Wilder is just such a borderland. Nestled in the foothills of the western Appalachians, the city sits at the confluence of the northward-running Licking River and its brother, the Ohio, only a stone’s throw away from Cincinnati. Originally established around Wilder Station on the north-south railroad line, the settlement was a sleepy place, full of German farmers and small-town industry, with the only real excitement arriving with the ruckus caused by the sensational discovery of Pearl Bryan’s body a few miles away. By 1925, all that had changed. The booming sin trade from Newport and Cincinnati leaked across the Ohio, sprouting a crop of distilleries, brothels and speakeasies. Wilder, not to be left out, soon had a distillery of its own at 44 Licking Pike Road, the site of the former slaughterhouse above the tracks.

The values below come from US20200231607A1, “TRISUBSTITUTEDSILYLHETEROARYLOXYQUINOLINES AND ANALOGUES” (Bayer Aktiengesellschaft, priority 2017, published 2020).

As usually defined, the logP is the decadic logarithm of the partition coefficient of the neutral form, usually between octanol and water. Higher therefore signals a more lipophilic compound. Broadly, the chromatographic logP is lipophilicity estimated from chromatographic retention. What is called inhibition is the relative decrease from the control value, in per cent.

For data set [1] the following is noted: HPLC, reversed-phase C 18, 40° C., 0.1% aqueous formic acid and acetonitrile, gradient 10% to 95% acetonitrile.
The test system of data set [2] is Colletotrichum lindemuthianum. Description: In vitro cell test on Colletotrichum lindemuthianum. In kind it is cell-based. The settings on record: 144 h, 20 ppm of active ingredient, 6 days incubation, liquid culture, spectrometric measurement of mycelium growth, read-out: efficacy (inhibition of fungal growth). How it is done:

The information that follows is compiled from an interview with the women of Gatekeeper Paranormal, a team of ghost hunters who have spent a good deal of time investigating the documented history of Bobby Mackey’s club. According to them, the slaughterhouse itself had been shuttered for some years prior to the opening of the distillery. (Modern tradition has it that the building was regularly used by a coven of powerful satanists, who broke in to hold sacrifice-filled ceremonies around the well. This is almost certainly nonsense, but the story persists.) The distillery ran gambling and prostitution in addition to illegal alcohol, a potent and bloody mixture. By the time E.A “Buck” Brady purchased the property in the 1940s, it had acquired a nasty reputation.